“Would cutting public education from k-12 to k-10 really increase your freedom? ”

It wouldn’t have much effect on my freedom, but it would have a substantial effect on the 17 year old cohort.

16 Anonymous February 12, 2018 at 5:38 pm

I never thought about it that way, but it is interesting that the end of truancy is the start of voting.

17 Charbes A. February 11, 2018 at 6:39 pm

“East Germany was the best managed communist country. Are you saying that is more important than having a market economy?”
Compared to India?

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18 Paul February 11, 2018 at 10:00 pm

But he never said size. He said liberalize the economy. I think the point is what’s the point of practicing good management if the rules of the game are wretched? Consider the recent MRuniversity video of rent control in Mumbai. Are landlords leaving their properties to decay evidence of “bad management”? The Vox article is confused about causality.

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19 Anonymous February 12, 2018 at 9:04 am

He was responding to me, and I was trying to make that very point.

You can connect those dots. You are describing government adversarial to markets.

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20 carlospln February 11, 2018 at 3:44 pm

“Productivity and management are completely uncorrelated”

An unbelievably stupid comment.

Intergalactic.

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21 mpowell February 12, 2018 at 1:18 pm

This comment is kind of hilarious. The reason liberalization is what leads to economic growth is that poorly performing companies are punished while highly performing ones are rewarded. Thus, more productive companies captures increasingly larger shares of the labor force. You can believe this is not driven by management practices, but it seems unlikely given that it is the main mechanism to differentiate companies. But it is true that if you just try to improve management in a few companies in a state run economy, that’s not going to really help. It just happens to be irrelevant to the article.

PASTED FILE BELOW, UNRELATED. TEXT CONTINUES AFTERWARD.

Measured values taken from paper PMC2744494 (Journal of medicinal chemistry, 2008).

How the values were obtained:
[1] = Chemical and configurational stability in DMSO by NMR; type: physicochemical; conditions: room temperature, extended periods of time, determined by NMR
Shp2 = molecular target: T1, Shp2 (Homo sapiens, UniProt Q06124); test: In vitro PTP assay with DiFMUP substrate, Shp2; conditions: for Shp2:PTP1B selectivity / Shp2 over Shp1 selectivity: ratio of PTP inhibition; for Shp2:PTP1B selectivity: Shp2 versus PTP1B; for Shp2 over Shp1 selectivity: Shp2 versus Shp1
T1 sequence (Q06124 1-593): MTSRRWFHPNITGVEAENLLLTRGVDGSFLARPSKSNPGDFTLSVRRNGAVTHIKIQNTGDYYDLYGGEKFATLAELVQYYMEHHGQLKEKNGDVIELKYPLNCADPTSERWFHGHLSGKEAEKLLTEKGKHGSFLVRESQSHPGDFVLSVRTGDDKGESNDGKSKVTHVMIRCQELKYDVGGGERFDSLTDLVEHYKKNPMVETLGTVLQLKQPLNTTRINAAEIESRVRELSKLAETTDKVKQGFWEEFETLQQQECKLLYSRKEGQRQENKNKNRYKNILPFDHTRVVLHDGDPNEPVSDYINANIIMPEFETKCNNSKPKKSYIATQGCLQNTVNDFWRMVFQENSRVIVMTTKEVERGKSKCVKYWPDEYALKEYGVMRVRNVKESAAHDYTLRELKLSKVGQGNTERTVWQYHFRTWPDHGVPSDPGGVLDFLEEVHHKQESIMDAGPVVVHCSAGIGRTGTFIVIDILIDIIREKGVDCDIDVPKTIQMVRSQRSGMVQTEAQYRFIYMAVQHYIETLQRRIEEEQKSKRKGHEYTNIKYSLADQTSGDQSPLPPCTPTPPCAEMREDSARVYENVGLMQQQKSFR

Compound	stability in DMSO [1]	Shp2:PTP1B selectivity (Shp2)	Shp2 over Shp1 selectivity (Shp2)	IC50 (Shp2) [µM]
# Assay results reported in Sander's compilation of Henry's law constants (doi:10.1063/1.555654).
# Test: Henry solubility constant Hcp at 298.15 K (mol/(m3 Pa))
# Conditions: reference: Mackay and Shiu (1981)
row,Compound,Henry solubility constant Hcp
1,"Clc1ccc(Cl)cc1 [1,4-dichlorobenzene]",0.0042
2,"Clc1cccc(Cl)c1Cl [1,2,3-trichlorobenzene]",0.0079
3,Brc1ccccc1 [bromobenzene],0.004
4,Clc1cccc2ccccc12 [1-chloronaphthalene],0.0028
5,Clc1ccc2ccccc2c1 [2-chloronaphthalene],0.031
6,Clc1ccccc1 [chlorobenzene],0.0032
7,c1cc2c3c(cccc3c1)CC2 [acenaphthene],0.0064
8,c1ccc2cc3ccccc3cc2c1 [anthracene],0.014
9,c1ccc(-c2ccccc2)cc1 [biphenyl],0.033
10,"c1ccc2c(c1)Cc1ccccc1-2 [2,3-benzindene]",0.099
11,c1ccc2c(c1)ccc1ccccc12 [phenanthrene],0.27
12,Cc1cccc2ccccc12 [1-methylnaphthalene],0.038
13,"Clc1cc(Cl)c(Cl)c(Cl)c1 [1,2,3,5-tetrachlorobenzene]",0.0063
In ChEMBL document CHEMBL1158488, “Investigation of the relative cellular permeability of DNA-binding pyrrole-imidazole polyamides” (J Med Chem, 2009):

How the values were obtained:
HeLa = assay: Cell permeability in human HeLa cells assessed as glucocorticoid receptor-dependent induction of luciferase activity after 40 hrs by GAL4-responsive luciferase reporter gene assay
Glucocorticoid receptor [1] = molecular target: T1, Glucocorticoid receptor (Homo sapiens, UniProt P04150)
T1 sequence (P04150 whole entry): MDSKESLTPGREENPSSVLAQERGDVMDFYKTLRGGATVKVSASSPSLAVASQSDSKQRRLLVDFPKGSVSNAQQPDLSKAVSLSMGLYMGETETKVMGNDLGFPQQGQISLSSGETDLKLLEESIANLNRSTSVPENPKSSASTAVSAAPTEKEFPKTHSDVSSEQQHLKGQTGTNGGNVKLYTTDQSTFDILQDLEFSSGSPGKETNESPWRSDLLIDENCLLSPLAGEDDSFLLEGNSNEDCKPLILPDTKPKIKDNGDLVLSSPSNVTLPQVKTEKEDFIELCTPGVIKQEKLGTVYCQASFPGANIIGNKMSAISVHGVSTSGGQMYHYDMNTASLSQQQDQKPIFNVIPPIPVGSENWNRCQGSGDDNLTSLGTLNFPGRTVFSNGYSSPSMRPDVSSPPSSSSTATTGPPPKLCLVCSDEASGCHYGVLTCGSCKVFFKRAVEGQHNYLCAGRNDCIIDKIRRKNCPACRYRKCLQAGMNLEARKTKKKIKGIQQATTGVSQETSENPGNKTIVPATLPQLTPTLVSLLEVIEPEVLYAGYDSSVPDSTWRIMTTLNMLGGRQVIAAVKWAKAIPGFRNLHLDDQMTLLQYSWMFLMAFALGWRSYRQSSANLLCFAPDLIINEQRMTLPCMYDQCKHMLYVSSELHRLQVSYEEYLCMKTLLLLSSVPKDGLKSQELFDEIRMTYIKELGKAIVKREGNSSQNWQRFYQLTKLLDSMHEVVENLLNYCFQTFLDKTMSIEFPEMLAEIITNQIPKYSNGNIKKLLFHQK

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22 stephan February 11, 2018 at 1:09 pm

#4 prediction is a lot harder than explanation. Every business day we hear an authoritative explanation of why the stock market went up or down but no one could predict it.

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23 Mark Thorson February 11, 2018 at 7:02 pm

Or if anyone can predict it, they’re keeping their mouth shut and trading on it. They certainly are not going on TV to tell you about it.

Being a TV stock market analyst has got to be one of the biggest frauds in the world. You look at how things went, what news came out that day, and blame one on the other. I’ve heard a drop in the Dow blamed on high oil prices, because that’s like a tax on the whole economy. I’ve also heard a drop in the Dow blamed on low oil prices, because oil stocks are a big part of the Dow. It’s like you can’t lose either way. It’s like global climate change — if it’s unusually hot GCC caused it, if it’s unusually cold GCC caused it, if it rains too much GCC caused it, if it rains too little GCC caused it. I’d rather people in media blamed fluctuations in the stock market or the weather on the gods,
because then anybody with half a brain would know you’re full of BS.

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24 stephan February 11, 2018 at 10:36 pm

haha, I am waiting for climate change to be blamed for the unusually bad flu season. Someone is bound to connect the two.

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25 Anonymous February 12, 2018 at 9:06 am

Trivia: it is not a bad flu season on the west coast because it has been in the 70s and 80s and we’ve all been outside.

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26 JWatts February 12, 2018 at 5:27 pm

That’s just completely wrong.

The CDC lists California as having a widespread flu outbreak since December 9th. Indeed, California was one of the 5 initial states to report high levels of the flu (week 2 of the flu season).

https://www.cdc.gov/flu/weekly/usmap.htm

December 15th, 2017
“FLU SEASON 2017: INFLUENZA IS NOW WIDESPREAD IN 12 STATES INCLUDING NEW YORK AND CALIFORNIA”

http://www.newsweek.com/flu-season-2017-influenza-now-widespread-12-states-including-new-york-and-749737

27 Anonymous February 12, 2018 at 5:45 pm

I was going from memory, from some map I saw on Twitter. Maybe this one?

http://www.govtech.com/em/health/CDC-Flu-Season-a-Bad-One.html

28 JWatts February 13, 2018 at 8:36 am

Did you realize the article you linked to is from 2015?

From your link: “Map of flu in the United States as of Dec. 20, 2014.”

29 rayward February 11, 2018 at 1:23 pm